A consultation document seeking the input of New Zealand’s fresh produce industry has been released this month as part of a significant project to assess and improve traceability within the industry.
With the New Zealand produce industry worth over $6 billion annually, our country’s traceability systems need to match our global reputation for quality.
United Fresh, New Zealand’s pan produce industry organisation representing more than 90 different organisations embarked on the Sustainable Farming Fund project, “Effective Fresh Produce Traceability Systems” in 2018 in response to global and local community health scares from food products.
With the majority of industry organisations around the country already utilising some sort of tracing within their own operation, Anne-Marie Arts, Project Director for United Fresh says much of the focus has been on how this tracking can be shared between each step of the supply chain and across all categories.
“We know that traceability in the New Zealand domestic produce supply chain is not working to a common standard, since each supply chain varies in its management of internal and external traceability, with external traceability working well in some cases, or not at all in others,” says Arts.
Even before the advent of a global pandemic, the source of our weekly grocery supplies was becoming much more important. Food safety, environmental concerns and increasing awareness of health and wellness issues have led to increasing demands from consumers who want greater assurances about the provenance of their fruit and vegetables.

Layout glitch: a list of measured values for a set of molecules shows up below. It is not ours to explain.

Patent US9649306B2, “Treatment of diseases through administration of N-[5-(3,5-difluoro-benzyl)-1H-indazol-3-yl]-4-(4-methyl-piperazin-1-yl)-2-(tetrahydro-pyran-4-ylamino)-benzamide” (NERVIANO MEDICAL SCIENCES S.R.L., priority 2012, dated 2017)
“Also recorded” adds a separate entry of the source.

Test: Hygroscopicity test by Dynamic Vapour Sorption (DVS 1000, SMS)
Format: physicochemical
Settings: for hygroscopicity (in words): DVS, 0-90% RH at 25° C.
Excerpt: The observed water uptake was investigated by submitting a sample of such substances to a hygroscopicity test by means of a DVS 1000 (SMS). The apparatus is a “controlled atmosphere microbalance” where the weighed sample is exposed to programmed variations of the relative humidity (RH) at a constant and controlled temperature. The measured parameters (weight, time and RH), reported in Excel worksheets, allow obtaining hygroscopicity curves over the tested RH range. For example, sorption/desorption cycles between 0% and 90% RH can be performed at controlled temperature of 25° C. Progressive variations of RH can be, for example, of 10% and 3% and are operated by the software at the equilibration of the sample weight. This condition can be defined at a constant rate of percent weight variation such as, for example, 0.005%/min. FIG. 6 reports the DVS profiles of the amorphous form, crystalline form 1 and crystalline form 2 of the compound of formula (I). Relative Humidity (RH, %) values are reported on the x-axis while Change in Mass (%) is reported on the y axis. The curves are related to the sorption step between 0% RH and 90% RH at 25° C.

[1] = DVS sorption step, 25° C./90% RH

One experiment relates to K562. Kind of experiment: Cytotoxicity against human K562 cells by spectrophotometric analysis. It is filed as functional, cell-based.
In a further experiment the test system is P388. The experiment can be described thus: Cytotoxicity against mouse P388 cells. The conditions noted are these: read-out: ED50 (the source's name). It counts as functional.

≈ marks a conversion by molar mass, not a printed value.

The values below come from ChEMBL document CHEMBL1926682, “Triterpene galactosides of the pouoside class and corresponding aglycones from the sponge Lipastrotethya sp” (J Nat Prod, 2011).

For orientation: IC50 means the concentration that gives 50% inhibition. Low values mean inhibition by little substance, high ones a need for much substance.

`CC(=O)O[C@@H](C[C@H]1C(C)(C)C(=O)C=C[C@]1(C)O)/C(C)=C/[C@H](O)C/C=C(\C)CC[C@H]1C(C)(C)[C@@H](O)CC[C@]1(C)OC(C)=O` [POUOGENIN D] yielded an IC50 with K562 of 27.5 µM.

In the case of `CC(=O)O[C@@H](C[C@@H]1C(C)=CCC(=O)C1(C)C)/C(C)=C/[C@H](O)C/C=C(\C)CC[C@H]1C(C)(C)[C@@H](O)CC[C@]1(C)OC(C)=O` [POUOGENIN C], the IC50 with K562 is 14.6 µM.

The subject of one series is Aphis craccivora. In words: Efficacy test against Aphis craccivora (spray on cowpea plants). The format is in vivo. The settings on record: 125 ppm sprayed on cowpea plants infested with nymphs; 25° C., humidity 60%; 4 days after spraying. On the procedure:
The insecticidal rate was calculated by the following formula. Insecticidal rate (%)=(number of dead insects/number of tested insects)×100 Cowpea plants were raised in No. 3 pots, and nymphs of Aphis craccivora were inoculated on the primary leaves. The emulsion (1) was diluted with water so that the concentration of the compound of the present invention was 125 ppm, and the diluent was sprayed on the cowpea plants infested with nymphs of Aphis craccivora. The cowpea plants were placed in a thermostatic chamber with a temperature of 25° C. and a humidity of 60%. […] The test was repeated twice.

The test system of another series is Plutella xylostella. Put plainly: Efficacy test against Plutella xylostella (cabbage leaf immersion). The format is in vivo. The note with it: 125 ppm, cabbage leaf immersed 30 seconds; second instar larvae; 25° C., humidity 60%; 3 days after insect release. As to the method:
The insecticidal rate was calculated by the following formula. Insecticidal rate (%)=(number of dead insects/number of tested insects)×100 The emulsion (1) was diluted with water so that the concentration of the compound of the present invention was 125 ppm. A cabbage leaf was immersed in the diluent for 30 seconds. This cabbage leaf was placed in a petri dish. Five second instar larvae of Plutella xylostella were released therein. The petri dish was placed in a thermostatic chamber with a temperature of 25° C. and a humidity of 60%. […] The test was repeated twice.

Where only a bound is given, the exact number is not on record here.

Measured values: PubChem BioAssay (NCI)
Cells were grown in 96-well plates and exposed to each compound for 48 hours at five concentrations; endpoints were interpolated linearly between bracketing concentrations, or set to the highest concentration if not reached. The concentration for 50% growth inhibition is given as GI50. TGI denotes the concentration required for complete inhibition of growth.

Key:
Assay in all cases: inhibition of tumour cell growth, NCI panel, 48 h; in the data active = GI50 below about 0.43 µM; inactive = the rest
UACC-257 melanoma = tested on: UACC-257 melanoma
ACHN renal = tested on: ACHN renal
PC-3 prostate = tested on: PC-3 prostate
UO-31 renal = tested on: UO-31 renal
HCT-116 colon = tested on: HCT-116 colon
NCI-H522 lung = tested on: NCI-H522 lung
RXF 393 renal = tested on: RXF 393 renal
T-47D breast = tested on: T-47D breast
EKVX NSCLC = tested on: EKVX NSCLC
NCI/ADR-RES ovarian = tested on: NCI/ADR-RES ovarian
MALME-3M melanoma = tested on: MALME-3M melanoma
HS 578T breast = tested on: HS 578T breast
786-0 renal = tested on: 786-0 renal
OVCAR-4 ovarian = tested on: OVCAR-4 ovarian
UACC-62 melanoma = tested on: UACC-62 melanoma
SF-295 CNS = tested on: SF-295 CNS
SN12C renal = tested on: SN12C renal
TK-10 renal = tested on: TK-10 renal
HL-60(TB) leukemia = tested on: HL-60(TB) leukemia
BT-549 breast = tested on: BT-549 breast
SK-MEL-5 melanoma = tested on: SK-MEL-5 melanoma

“Reliable traceability systems are no longer an optional extra in the produce industry, but a baseline requirement of increasing importance. Sophisticated shoppers as well as national food safety guidelines are providing strong impetus for the fresh produce industry to refine its systems,” says Arts.
The United Fresh project has resulted in the release of a set of Draft Produce Industry Traceability Guidelines, founded on the understanding that food safety is not negotiable for the entirety of the produce value chain.
Dr Hans Maurer, Chair of United Fresh’s Technical Advisory Group, says the guidelines are intended as an opportunity for the industry to adopt its own traceability practices, an option regarded as preferable to an externally developed system created without industry input.
“We already have world-class produce in our supermarket aisles and world-class operating systems within many individual growing operations, but we see an opportunity to utilise technological advancements to enable data-sharing right across the produce industry, an advancement that would add value without generating significant costs to either consumer or grower.
“International markets are an important element of the industry’s strategic marketing effort. We need to demonstrate a high level of competence in food safety traceability efforts within our export supply chains as well as our domestic supply chain networks,” says Maurer.
Growers, packers, wholesalers, marketers and retailers across New Zealand have all been asked to comment on the work United Fresh and the project team has undertaken and offer feedback on how the draft guidelines can be further improved before its final version is published in 2021.
The consultation within the industry is expected to be completed by mid-October and United Fresh intends to follow the formal feedback process with a series of workshops to further explore the implications of the draft guidelines.